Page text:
In class, the line of comment that floored me was wondering how events in Charleston, South Carolina, and in Philadelphia, Pennsylvania, got into this story. Several said they heard "Charleston" and "Philadelphia" and thought S.C. and PA. I asked if they heard the dateline was Philadelphia, Mississippi; and they said no, they didn't hear the "Mississippi." I wonder if they didn't catch "dateline" either. And we went on for a minute or so more, and I said, "OK, what I'm hearing is that there is confusion. I'll take that back to the drawing board and see if I can write it so that readers get it more clearly." But I also said something about what a national event this became through the daily attention to it in the news, not to mention what it must have been like to live through it on the ground in Mississippi for all the civil rights workers, be even more aware than usual of the dangers they faced there. I wondered if people haven't been learning about this major event of Freedom Summer in their history classes and elsewhere. And is there a disconnect between a culture of newsprint and inky fingers and a culture of online text and photos and videos? How to "read" a newspaper layout and how to read online?

By the way, this morning I "googled" Philadelphia, Mississippi, and after the Fair, which came up first (who remembers when Ronald Reagan staged one of his presidential campaign events there, to make a point?), most of the following references were to the deaths of James Chaney, Andrew Goodman and Michael Schwerner. I did feel vindicated somewhat in thinking this event had that kind of national significance. But I will write about it in the 21st century in a way I hope will connect readers to what happened then and there. I am writing fiction, but I do include historical events in Sophie's story.

And I don't expect answers to my rhetorical questions about disconnects, but I am re-working the opening of my chapter, getting closer in to Sophie as she gets to work that morning in the AEC and the group talks about where this horrific event is unfolding a hundred or so miles south of them, in Mississippi, as they read Sitton's article on the top front page of the NYTimes.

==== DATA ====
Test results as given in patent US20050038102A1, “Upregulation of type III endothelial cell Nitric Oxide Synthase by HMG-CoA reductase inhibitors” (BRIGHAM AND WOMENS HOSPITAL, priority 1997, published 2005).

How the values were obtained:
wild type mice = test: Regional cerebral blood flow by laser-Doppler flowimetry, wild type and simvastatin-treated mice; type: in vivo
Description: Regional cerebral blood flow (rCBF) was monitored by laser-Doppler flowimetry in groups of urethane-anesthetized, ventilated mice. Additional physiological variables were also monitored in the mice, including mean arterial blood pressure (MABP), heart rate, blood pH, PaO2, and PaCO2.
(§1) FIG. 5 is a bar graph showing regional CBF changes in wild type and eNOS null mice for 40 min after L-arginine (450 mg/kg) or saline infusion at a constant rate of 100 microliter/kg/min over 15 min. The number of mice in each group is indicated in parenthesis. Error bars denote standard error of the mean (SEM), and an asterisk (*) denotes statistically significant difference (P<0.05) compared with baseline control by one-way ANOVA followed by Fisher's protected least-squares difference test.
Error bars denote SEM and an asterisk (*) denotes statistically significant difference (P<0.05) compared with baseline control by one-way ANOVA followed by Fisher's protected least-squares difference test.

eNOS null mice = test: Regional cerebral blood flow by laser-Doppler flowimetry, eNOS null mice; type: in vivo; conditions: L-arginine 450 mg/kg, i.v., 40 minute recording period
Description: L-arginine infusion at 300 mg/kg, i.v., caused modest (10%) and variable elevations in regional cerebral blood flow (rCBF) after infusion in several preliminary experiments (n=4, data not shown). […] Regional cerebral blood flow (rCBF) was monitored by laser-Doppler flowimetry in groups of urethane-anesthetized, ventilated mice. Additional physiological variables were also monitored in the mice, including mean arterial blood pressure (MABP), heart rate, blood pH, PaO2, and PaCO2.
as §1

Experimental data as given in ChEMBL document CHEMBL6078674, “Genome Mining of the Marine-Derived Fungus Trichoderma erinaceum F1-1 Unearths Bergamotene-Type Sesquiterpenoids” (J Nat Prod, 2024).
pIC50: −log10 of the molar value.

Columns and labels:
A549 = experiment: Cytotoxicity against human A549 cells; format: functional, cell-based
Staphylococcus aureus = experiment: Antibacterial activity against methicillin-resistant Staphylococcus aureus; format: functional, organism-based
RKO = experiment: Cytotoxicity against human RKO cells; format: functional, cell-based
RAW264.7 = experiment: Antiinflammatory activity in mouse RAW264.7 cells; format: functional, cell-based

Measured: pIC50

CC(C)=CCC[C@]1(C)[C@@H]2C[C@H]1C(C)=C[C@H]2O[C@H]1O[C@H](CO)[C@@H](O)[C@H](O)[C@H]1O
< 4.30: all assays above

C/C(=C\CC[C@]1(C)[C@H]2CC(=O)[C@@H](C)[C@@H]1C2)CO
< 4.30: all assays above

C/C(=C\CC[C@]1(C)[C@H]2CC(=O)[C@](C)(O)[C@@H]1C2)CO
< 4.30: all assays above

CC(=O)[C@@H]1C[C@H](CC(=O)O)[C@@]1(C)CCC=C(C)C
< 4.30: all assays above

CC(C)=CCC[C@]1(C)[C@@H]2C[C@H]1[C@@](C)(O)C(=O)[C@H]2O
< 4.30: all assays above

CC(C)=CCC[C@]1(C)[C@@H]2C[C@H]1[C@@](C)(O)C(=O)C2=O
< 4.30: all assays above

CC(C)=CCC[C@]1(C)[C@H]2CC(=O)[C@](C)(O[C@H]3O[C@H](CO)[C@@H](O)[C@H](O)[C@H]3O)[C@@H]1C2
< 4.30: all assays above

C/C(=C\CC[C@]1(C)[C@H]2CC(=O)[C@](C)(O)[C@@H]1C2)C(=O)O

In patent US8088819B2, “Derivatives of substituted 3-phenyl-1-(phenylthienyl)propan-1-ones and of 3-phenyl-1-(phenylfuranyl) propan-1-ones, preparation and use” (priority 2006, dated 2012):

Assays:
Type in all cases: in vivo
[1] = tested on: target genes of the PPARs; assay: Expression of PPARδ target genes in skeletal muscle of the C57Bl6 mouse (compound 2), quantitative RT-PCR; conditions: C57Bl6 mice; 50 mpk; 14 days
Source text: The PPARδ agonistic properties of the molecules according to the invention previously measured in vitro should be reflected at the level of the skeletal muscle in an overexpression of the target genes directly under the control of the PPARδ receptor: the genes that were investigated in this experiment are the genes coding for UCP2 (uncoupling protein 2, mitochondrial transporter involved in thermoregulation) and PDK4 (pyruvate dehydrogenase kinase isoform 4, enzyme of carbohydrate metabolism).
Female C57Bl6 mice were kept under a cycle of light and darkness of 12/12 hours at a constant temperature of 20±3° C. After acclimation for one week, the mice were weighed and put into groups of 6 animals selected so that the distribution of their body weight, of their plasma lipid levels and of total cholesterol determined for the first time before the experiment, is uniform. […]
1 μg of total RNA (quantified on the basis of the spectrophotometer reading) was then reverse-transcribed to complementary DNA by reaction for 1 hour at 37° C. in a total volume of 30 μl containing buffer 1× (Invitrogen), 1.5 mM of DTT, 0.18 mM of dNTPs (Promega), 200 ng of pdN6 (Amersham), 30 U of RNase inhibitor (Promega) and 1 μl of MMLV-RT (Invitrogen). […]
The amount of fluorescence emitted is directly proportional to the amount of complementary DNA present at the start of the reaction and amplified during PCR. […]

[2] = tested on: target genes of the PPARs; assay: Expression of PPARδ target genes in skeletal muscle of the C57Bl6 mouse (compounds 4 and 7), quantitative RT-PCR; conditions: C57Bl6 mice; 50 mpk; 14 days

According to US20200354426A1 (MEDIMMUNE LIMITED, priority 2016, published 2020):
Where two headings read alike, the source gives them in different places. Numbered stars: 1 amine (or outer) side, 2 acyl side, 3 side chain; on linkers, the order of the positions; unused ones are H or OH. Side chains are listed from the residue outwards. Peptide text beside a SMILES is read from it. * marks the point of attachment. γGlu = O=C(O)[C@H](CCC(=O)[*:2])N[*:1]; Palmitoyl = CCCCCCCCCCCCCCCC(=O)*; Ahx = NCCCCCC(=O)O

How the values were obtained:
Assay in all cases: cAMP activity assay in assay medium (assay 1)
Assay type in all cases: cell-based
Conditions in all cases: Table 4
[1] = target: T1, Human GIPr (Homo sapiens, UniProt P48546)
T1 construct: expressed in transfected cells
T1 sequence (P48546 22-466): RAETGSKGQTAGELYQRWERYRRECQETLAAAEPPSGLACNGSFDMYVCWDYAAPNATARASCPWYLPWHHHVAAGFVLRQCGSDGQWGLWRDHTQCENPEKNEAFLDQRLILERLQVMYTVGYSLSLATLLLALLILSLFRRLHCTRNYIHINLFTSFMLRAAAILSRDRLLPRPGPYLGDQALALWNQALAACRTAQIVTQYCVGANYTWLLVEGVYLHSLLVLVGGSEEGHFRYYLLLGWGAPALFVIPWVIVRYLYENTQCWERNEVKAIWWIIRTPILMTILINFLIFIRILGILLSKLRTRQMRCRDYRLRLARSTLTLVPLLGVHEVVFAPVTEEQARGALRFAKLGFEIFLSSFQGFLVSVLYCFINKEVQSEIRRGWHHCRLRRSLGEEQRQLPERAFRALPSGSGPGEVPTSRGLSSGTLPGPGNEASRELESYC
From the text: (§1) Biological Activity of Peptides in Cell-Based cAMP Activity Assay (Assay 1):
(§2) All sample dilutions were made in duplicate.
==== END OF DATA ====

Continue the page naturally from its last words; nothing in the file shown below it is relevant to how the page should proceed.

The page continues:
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  • Diane L. Fowlkes

    Susan, so glad you made it through the beaded curtain to SheWrites! I'm writing a bit of dialogue around the "problem" town names to make them more "there" in rural Mississippi. Such interesting writing challenges come out in workshop. I've mostly learned how to roll with them and learn from them, even after they floor me particularly. By the way, this summer is the 50th anniversary of Freedom Summer, and I just heard a story about the Mississippi Summer on National Public Radio. They talked to Robert Moses, among good bits. He's one of the many greats from back then who is still alive. I didn't plan to be writing this section this summer, but it's a great synchronicity for me and my readers in class. And above all, I work to avoid exactly what you refer to, "potted history"!

  • Susan Hoyle

    Fwiw, Diane, it was news here in England at the time. I can remember its being reported, though the actual names do not resonate now. A good part of the problem is probably a specific inattention of your group, which would be largely solved when your readers were actually *reading* the words rather than listening to them. It might help a younger generation if you gave them a few more details -- not a potted history, but enough additional flavour for a reader who didn't catch the reference to know what kind of event you mean, and that it did really happen.

  • Kiersi Burkhart

    It sounds like they were focusing on some minute details for lack of anything better to say, and perhaps not listening very well. I wouldn't listen too closely to minutiae like that. Focus on the big stuff, the plot and pace and progression, because all the little pieces come later after you've nailed down the structure and character.